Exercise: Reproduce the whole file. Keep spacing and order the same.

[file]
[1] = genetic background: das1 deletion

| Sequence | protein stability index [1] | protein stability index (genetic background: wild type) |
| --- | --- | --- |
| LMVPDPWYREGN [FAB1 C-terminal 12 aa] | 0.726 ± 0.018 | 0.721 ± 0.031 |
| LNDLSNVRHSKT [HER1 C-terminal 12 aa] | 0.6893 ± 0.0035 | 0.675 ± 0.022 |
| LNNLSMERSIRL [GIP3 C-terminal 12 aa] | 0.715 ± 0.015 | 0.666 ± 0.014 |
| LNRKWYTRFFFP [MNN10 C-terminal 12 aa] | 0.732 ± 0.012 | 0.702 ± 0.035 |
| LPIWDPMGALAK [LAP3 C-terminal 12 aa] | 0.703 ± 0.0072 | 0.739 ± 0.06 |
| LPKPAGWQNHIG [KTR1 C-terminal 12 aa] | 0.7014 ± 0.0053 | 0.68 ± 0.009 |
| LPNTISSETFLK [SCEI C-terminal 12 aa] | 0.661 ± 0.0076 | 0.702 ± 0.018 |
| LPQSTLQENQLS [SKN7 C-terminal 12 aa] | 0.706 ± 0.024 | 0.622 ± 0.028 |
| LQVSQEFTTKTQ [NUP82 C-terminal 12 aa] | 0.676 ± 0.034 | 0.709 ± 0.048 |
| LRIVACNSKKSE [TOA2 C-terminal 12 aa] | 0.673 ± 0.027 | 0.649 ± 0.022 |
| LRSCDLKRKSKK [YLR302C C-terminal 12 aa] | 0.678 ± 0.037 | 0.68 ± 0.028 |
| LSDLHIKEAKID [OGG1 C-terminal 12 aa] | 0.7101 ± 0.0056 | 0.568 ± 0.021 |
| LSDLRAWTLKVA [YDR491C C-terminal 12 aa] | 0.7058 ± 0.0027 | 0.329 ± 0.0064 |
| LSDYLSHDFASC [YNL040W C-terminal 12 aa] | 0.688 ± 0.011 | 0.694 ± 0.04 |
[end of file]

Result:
[1] = genetic background: das1 deletion

| Sequence | protein stability index [1] | protein stability index (genetic background: wild type) |
| --- | --- | --- |
| LMVPDPWYREGN [FAB1 C-terminal 12 aa] | 0.726 ± 0.018 | 0.721 ± 0.031 |
| LNDLSNVRHSKT [HER1 C-terminal 12 aa] | 0.6893 ± 0.0035 | 0.675 ± 0.022 |
| LNNLSMERSIRL [GIP3 C-terminal 12 aa] | 0.715 ± 0.015 | 0.666 ± 0.014 |
| LNRKWYTRFFFP [MNN10 C-terminal 12 aa] | 0.732 ± 0.012 | 0.702 ± 0.035 |
| LPIWDPMGALAK [LAP3 C-terminal 12 aa] | 0.703 ± 0.0072 | 0.739 ± 0.06 |
| LPKPAGWQNHIG [KTR1 C-terminal 12 aa] | 0.7014 ± 0.0053 | 0.68 ± 0.009 |
| LPNTISSETFLK [SCEI C-terminal 12 aa] | 0.661 ± 0.0076 | 0.702 ± 0.018 |
| LPQSTLQENQLS [SKN7 C-terminal 12 aa] | 0.706 ± 0.024 | 0.622 ± 0.028 |
| LQVSQEFTTKTQ [NUP82 C-terminal 12 aa] | 0.676 ± 0.034 | 0.709 ± 0.048 |
| LRIVACNSKKSE [TOA2 C-terminal 12 aa] | 0.673 ± 0.027 | 0.649 ± 0.022 |
| LRSCDLKRKSKK [YLR302C C-terminal 12 aa] | 0.678 ± 0.037 | 0.68 ± 0.028 |
| LSDLHIKEAKID [OGG1 C-terminal 12 aa] | 0.7101 ± 0.0056 | 0.568 ± 0.021 |
| LSDLRAWTLKVA [YDR491C C-terminal 12 aa] | 0.7058 ± 0.0027 | 0.329 ± 0.0064 |
| LSDYLSHDFASC [YNL040W C-terminal 12 aa] | 0.688 ± 0.011 | 0.694 ± 0.04 |